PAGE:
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284
Graph Visualization and Navigation in Information Visualization: a Survey
 IEEE Transactions on Visualization and Computer Graphics
, 2000
"... This is a survey on graph visualization and navigation techniques, as used in information visualization. Graphs appear in numerous applications such as web browsing, statetransition diagrams, and data structures. The ability to visualize and to navigate in these potentially large, abstract graphs ..."
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Cited by 322 (3 self)
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This is a survey on graph visualization and navigation techniques, as used in information visualization. Graphs appear in numerous applications such as web browsing, statetransition diagrams, and data structures. The ability to visualize and to navigate in these potentially large, abstract graphs is often a crucial part of an application. Information visualization has specific requirements, which means that this survey approaches the results of traditional graph drawing from a different perspective. Index TermsInformation visualization, graph visualization, graph drawing, navigation, focus+context, fisheye, clustering. 1
Focus+Context Display and Navigation Techniques for Enhancing Radial, SpaceFilling Hierarchy Visualizations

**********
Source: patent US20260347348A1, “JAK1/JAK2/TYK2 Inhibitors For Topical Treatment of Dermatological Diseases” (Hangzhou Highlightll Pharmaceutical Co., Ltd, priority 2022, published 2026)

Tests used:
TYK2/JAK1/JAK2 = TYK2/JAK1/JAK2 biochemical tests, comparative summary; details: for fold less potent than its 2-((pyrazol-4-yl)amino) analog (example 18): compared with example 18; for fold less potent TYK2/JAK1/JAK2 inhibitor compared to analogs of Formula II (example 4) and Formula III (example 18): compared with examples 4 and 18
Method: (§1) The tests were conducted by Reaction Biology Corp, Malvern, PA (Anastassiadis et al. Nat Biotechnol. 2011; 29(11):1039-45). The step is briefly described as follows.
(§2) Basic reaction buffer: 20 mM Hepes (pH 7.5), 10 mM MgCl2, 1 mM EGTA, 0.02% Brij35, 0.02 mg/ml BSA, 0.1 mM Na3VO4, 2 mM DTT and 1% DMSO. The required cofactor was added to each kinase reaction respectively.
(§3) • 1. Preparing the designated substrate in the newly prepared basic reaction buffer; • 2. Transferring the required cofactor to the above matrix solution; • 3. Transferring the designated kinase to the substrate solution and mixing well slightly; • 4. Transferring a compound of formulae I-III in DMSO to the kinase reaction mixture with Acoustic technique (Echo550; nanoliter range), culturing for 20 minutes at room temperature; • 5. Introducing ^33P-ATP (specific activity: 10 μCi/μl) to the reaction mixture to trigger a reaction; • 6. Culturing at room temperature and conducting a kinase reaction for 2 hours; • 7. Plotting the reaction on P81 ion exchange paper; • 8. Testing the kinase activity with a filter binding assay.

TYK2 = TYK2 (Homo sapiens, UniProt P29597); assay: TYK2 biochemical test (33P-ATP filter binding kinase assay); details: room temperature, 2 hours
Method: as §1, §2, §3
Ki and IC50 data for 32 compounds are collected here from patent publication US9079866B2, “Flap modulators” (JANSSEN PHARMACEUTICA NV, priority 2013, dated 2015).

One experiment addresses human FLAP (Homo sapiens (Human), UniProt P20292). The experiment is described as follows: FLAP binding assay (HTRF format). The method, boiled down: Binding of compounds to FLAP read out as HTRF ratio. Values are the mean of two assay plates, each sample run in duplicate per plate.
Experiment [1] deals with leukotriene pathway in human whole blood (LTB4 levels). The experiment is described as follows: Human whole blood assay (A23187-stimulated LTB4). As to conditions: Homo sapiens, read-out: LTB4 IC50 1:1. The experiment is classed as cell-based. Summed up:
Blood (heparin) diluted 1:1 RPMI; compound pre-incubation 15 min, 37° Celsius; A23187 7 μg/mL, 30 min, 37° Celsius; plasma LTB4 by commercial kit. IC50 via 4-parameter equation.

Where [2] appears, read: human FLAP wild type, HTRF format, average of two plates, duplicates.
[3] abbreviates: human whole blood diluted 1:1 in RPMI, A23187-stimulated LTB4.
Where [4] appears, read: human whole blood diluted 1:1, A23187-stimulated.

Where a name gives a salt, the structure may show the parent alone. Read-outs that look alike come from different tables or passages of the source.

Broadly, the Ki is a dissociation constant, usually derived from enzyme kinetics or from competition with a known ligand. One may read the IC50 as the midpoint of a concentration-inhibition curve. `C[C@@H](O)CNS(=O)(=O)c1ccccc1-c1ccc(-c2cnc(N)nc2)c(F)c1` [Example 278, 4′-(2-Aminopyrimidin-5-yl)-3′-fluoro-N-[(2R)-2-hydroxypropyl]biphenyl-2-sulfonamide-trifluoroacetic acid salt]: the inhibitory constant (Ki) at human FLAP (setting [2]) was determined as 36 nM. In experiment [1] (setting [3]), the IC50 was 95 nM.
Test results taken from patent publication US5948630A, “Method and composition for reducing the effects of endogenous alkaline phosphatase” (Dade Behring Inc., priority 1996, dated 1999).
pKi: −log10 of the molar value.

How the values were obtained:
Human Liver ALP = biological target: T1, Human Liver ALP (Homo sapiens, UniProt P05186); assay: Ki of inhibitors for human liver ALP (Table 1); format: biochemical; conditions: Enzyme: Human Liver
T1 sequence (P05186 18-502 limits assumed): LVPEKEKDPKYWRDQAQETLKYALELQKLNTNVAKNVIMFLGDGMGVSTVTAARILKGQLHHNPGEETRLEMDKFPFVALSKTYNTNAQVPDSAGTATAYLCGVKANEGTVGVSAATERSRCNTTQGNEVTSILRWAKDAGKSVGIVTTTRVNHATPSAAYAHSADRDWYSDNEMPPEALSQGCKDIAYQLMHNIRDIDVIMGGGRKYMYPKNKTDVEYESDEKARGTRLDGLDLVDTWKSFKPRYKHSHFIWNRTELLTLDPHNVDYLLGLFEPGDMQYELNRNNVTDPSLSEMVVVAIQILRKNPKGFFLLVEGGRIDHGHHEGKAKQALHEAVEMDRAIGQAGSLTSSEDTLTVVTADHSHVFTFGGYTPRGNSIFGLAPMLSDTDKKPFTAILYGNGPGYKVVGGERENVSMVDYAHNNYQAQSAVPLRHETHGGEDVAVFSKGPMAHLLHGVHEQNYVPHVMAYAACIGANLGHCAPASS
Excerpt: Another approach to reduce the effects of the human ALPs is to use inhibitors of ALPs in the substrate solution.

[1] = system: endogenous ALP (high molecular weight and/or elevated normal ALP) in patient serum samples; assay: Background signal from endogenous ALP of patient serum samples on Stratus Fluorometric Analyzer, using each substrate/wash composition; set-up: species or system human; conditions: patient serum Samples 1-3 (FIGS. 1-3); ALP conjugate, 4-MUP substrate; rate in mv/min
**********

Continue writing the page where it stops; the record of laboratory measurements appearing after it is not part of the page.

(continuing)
, 2000
"... Radial, spacefilling visualizations can be useful for depicting information hierarchies, but they suffer from one major problem. As the hierarchy grows in size, many items become small, peripheral slices that are difficult to distinguish. We have developed three visualization/interaction techniques ..."
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Cited by 107 (1 self)
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Radial, spacefilling visualizations can be useful for depicting information hierarchies, but they suffer from one major problem. As the hierarchy grows in size, many items become small, peripheral slices that are difficult to distinguish. We have developed three visualization/interaction techniques that provide flexible browsing of the display. The techniques allow viewers to examine the small items in detail while providing context within the entire information hierarchy. Additionally, smooth transitions between views help users maintain orientation within the complete information space.
Fixed Parameter Algorithms for Dominating Set and Related Problems on Planar Graphs
, 2002
"... We present an algorithm that constructively produces a solution to the kdominating set problem for planar graphs in time O(c . To obtain this result, we show that the treewidth of a planar graph with domination number (G) is O( (G)), and that such a tree decomposition can be found in O( (G)n) time. ..."